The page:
> > Synapse dequeues the message, modifies it, updates a log database, and
> > requeues it in a new queue (Q2). Either everything happens or not.
> > If this all works, then transaction 2 can proceed as before (assuming
> > that the tran2 JMS code has been pointed to the new queue (Q2))
> >
> > If this fails, just as before, we now have to put this message into a
> > dead message queue and notify the initial sender (out-of-band) that the
> > message has not been accepted.
> >
> > Now in the more traditional 2PC model, there would only be one
> > transaction - not two or three. However the problem with that is the
> > distributed locking.
> >
> > Now Rajith you asked how we implement this. You are *almost* right in
> > saying its the transports that need to implement this. So suppose we just
> > discuss the JMS-->DBlogging->JMS mediation scenario. As long as we have a
> > JTA transaction monitor in place, AND we have defined transactional queues
> > and an XA database connection, AND we solve the issue of making sure the
> > onMessage() happens within a new transaction, then we shouldn't have to
> > write any extra code - the JTA transaction monitor will do everything else.
> > However, there is still a lot of work making this happen.
> >
> > Also, we need to work through the scenarios when one side is not a
> > transactional transport (e.g. HTTP) and follow those up.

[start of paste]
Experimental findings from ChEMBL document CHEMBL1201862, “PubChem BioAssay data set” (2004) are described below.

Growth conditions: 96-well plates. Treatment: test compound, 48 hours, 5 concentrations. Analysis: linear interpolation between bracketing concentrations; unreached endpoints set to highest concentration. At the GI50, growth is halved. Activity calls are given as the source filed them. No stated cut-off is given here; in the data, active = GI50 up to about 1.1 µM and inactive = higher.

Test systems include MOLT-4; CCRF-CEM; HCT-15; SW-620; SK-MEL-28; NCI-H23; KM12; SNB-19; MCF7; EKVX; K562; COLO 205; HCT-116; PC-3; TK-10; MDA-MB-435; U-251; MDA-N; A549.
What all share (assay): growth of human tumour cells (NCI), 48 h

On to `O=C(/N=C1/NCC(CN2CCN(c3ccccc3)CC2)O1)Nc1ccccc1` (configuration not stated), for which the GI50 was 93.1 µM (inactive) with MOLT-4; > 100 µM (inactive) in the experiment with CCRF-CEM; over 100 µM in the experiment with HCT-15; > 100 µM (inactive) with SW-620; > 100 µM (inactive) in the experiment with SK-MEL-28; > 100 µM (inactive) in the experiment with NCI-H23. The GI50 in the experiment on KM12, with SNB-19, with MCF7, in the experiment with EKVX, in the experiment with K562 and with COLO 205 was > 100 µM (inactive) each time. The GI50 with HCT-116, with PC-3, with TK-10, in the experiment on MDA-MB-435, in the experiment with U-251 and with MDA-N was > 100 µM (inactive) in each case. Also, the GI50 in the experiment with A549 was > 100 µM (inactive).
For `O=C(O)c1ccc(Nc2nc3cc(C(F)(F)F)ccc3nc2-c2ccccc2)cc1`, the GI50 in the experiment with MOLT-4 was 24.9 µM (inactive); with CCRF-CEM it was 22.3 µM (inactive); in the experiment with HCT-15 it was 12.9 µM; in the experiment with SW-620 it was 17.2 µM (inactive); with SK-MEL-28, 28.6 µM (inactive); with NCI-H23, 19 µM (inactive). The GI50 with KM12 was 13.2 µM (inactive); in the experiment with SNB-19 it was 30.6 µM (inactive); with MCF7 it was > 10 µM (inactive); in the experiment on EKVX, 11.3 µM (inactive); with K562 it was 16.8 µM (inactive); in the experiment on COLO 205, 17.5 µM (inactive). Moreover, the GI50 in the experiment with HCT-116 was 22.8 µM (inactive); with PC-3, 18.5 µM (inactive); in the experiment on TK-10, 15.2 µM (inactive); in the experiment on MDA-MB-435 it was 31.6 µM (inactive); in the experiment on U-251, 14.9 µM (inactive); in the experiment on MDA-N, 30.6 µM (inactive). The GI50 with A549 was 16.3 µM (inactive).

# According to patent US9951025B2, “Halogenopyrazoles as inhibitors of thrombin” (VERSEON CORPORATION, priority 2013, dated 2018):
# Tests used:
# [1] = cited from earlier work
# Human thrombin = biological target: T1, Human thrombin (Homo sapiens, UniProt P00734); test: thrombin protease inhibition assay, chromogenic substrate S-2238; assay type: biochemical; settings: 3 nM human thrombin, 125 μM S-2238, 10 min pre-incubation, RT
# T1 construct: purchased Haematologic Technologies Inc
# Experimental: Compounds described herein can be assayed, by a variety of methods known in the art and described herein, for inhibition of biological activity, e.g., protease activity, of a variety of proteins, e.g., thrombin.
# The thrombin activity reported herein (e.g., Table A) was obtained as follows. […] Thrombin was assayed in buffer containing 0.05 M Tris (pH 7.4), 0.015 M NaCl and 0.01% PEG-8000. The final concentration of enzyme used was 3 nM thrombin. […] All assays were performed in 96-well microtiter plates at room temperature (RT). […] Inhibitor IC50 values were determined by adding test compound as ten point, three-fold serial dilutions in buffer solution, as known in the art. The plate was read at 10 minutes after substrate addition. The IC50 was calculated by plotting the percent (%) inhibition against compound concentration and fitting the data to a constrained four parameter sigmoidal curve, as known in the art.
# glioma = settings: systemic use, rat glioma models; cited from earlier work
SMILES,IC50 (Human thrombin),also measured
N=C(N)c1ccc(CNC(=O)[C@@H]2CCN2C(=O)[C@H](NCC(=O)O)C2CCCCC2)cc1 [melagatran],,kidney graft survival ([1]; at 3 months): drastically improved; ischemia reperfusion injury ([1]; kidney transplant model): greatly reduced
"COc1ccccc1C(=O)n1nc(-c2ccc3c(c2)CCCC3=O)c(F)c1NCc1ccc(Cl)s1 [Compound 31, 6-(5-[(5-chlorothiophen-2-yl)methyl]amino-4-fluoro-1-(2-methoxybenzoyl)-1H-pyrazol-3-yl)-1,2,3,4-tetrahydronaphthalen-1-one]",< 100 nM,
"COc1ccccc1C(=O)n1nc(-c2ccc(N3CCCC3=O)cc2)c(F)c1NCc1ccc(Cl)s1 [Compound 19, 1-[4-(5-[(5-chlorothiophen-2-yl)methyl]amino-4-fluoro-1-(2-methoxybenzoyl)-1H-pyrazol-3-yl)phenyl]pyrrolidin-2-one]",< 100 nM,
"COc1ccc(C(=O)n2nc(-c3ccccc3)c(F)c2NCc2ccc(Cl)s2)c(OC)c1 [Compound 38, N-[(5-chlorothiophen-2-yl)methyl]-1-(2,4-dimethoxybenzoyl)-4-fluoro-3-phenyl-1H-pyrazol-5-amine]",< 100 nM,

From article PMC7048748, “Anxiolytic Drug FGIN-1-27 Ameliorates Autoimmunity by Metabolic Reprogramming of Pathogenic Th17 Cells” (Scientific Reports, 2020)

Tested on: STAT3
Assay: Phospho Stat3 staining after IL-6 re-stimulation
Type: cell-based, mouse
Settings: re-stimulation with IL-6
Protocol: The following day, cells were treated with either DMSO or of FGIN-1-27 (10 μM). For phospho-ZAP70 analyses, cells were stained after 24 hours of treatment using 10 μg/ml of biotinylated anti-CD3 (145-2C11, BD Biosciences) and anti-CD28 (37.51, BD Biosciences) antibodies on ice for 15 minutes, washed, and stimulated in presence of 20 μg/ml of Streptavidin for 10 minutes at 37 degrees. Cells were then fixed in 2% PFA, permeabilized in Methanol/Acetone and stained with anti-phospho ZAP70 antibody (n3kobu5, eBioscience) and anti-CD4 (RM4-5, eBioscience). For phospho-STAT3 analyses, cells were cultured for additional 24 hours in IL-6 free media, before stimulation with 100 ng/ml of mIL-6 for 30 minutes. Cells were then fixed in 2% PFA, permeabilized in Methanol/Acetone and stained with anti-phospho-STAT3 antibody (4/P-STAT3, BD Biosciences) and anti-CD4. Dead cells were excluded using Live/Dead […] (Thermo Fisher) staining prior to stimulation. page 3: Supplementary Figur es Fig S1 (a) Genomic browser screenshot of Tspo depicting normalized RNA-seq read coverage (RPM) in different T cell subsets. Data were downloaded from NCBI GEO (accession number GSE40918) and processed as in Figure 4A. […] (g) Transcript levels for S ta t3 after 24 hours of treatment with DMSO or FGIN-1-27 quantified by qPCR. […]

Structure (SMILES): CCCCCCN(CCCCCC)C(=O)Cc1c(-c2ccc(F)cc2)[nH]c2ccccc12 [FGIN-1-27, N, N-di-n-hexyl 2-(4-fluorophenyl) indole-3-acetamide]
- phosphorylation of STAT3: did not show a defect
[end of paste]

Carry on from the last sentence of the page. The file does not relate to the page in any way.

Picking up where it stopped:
> >
> > Paul
> >
> > No!
> >
> >
> > > >
> > > > Paul
> > > >
> > > >
> > > >
> > > > --
> > > > Paul Fremantle
> > > > Co-Founder and VP of Technical Sales, WSO2
> > > > OASIS WS-RX TC Co-chair
> > > >
> > > > blog: http://pzf.fremantle.org
> > > > paul@wso2.com
> > > >
> > > > "Oxygenating the Web Service Platform", www.wso2.com
> > >
> > >
> > >
> > >
> > > --
> > > Regards,
> > >
> > > Rajith Attapattu
> > > Red Hat
> > > blog: http://rajith.2rlabs.com/
> >
> >
> >
> >
> > --
> > Paul Fremantle
> > Co-Founder and VP of Technical Sales, WSO2
> > OASIS WS-RX TC Co-chair
> >
> > blog: http://pzf.fremantle.org
> > paul@wso2.com
> >
> > "Oxygenating the Web Service Platform", www.wso2.com
> >
>
>
>
> --
> Regards,
>
> Rajith Attapattu
> Red Hat
> blog: http://rajith.2rlabs.com/
>



-- 
Paul Fremantle
Co-Founder and VP of Technical Sales, WSO2
OASIS WS-RX TC Co-chair

blog: http://pzf.fremantle.org
paul@wso2.com

"Oxygenating the Web Service Platform", www.wso2.com